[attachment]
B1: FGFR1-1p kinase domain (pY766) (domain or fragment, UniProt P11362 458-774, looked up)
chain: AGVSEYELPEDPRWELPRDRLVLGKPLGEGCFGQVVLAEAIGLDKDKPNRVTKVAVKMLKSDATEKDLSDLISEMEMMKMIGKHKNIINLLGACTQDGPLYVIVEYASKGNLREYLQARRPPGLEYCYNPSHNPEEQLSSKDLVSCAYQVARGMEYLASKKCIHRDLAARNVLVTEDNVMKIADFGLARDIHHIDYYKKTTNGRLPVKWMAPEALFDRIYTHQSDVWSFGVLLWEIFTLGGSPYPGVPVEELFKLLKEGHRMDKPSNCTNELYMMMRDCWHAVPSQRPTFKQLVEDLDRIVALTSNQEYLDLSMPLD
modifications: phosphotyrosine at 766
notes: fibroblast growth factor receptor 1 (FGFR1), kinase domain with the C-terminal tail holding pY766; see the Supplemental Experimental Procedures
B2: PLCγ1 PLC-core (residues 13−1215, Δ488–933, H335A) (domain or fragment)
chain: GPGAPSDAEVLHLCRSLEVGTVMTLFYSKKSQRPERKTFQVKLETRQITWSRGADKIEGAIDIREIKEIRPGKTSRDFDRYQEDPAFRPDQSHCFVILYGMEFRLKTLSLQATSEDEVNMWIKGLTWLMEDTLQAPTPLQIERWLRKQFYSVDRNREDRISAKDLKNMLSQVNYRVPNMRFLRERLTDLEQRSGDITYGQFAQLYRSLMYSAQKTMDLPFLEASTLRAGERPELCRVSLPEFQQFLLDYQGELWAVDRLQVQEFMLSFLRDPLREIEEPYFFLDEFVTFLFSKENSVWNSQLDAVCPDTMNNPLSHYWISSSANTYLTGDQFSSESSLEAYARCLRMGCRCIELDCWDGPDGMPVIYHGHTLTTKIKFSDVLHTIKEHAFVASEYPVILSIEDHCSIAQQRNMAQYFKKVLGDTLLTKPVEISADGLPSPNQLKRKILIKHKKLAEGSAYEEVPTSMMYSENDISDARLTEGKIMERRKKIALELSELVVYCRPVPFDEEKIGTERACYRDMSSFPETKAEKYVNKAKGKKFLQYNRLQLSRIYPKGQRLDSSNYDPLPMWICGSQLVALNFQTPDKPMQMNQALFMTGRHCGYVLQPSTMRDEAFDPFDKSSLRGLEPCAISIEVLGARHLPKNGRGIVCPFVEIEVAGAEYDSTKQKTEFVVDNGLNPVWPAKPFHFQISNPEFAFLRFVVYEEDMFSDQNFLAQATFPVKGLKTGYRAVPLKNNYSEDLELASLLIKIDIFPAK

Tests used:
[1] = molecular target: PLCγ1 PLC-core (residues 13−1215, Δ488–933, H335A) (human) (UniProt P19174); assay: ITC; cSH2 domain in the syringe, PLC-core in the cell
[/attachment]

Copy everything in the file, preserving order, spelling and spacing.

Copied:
B1: FGFR1-1p kinase domain (pY766) (domain or fragment, UniProt P11362 458-774, looked up)
chain: AGVSEYELPEDPRWELPRDRLVLGKPLGEGCFGQVVLAEAIGLDKDKPNRVTKVAVKMLKSDATEKDLSDLISEMEMMKMIGKHKNIINLLGACTQDGPLYVIVEYASKGNLREYLQARRPPGLEYCYNPSHNPEEQLSSKDLVSCAYQVARGMEYLASKKCIHRDLAARNVLVTEDNVMKIADFGLARDIHHIDYYKKTTNGRLPVKWMAPEALFDRIYTHQSDVWSFGVLLWEIFTLGGSPYPGVPVEELFKLLKEGHRMDKPSNCTNELYMMMRDCWHAVPSQRPTFKQLVEDLDRIVALTSNQEYLDLSMPLD
modifications: phosphotyrosine at 766
notes: fibroblast growth factor receptor 1 (FGFR1), kinase domain with the C-terminal tail holding pY766; see the Supplemental Experimental Procedures
B2: PLCγ1 PLC-core (residues 13−1215, Δ488–933, H335A) (domain or fragment)
chain: GPGAPSDAEVLHLCRSLEVGTVMTLFYSKKSQRPERKTFQVKLETRQITWSRGADKIEGAIDIREIKEIRPGKTSRDFDRYQEDPAFRPDQSHCFVILYGMEFRLKTLSLQATSEDEVNMWIKGLTWLMEDTLQAPTPLQIERWLRKQFYSVDRNREDRISAKDLKNMLSQVNYRVPNMRFLRERLTDLEQRSGDITYGQFAQLYRSLMYSAQKTMDLPFLEASTLRAGERPELCRVSLPEFQQFLLDYQGELWAVDRLQVQEFMLSFLRDPLREIEEPYFFLDEFVTFLFSKENSVWNSQLDAVCPDTMNNPLSHYWISSSANTYLTGDQFSSESSLEAYARCLRMGCRCIELDCWDGPDGMPVIYHGHTLTTKIKFSDVLHTIKEHAFVASEYPVILSIEDHCSIAQQRNMAQYFKKVLGDTLLTKPVEISADGLPSPNQLKRKILIKHKKLAEGSAYEEVPTSMMYSENDISDARLTEGKIMERRKKIALELSELVVYCRPVPFDEEKIGTERACYRDMSSFPETKAEKYVNKAKGKKFLQYNRLQLSRIYPKGQRLDSSNYDPLPMWICGSQLVALNFQTPDKPMQMNQALFMTGRHCGYVLQPSTMRDEAFDPFDKSSLRGLEPCAISIEVLGARHLPKNGRGIVCPFVEIEVAGAEYDSTKQKTEFVVDNGLNPVWPAKPFHFQISNPEFAFLRFVVYEEDMFSDQNFLAQATFPVKGLKTGYRAVPLKNNYSEDLELASLLIKIDIFPAK

Tests used:
[1] = molecular target: PLCγ1 PLC-core (residues 13−1215, Δ488–933, H335A) (human) (UniProt P19174); assay: ITC; cSH2 domain in the syringe, PLC-core in the cell